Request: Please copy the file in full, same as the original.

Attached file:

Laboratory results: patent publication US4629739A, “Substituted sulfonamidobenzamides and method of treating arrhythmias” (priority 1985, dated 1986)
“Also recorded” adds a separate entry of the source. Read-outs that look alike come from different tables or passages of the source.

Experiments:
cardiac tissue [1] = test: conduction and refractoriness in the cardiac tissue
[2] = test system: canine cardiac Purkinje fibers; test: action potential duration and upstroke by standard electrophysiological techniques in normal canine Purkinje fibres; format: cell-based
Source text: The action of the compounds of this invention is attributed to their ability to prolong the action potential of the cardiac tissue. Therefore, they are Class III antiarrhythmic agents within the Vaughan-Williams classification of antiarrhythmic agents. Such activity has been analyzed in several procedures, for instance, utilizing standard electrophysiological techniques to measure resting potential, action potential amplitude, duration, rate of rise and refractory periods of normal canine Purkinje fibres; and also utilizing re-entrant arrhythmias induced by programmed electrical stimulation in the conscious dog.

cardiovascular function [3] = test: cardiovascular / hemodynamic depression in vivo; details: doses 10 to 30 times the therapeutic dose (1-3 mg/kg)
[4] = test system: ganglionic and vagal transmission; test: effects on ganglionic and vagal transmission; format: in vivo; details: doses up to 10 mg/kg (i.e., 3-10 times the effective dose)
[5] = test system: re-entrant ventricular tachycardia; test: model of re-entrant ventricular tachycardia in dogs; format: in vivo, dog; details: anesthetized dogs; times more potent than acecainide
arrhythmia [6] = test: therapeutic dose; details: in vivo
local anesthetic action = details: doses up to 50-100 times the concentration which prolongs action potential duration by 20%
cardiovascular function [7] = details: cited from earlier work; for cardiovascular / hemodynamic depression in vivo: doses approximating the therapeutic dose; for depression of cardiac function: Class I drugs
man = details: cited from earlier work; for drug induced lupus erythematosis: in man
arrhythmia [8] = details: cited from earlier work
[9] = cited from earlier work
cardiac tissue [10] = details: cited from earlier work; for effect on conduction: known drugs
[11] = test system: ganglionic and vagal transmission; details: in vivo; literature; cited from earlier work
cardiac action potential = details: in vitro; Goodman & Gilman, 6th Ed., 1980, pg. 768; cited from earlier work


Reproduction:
Laboratory results: patent publication US4629739A, “Substituted sulfonamidobenzamides and method of treating arrhythmias” (priority 1985, dated 1986)
“Also recorded” adds a separate entry of the source. Read-outs that look alike come from different tables or passages of the source.

Experiments:
cardiac tissue [1] = test: conduction and refractoriness in the cardiac tissue
[2] = test system: canine cardiac Purkinje fibers; test: action potential duration and upstroke by standard electrophysiological techniques in normal canine Purkinje fibres; format: cell-based
Source text: The action of the compounds of this invention is attributed to their ability to prolong the action potential of the cardiac tissue. Therefore, they are Class III antiarrhythmic agents within the Vaughan-Williams classification of antiarrhythmic agents. Such activity has been analyzed in several procedures, for instance, utilizing standard electrophysiological techniques to measure resting potential, action potential amplitude, duration, rate of rise and refractory periods of normal canine Purkinje fibres; and also utilizing re-entrant arrhythmias induced by programmed electrical stimulation in the conscious dog.

cardiovascular function [3] = test: cardiovascular / hemodynamic depression in vivo; details: doses 10 to 30 times the therapeutic dose (1-3 mg/kg)
[4] = test system: ganglionic and vagal transmission; test: effects on ganglionic and vagal transmission; format: in vivo; details: doses up to 10 mg/kg (i.e., 3-10 times the effective dose)
[5] = test system: re-entrant ventricular tachycardia; test: model of re-entrant ventricular tachycardia in dogs; format: in vivo, dog; details: anesthetized dogs; times more potent than acecainide
arrhythmia [6] = test: therapeutic dose; details: in vivo
local anesthetic action = details: doses up to 50-100 times the concentration which prolongs action potential duration by 20%
cardiovascular function [7] = details: cited from earlier work; for cardiovascular / hemodynamic depression in vivo: doses approximating the therapeutic dose; for depression of cardiac function: Class I drugs
man = details: cited from earlier work; for drug induced lupus erythematosis: in man
arrhythmia [8] = details: cited from earlier work
[9] = cited from earlier work
cardiac tissue [10] = details: cited from earlier work; for effect on conduction: known drugs
[11] = test system: ganglionic and vagal transmission; details: in vivo; literature; cited from earlier work
cardiac action potential = details: in vitro; Goodman & Gilman, 6th Ed., 1980, pg. 768; cited from earlier work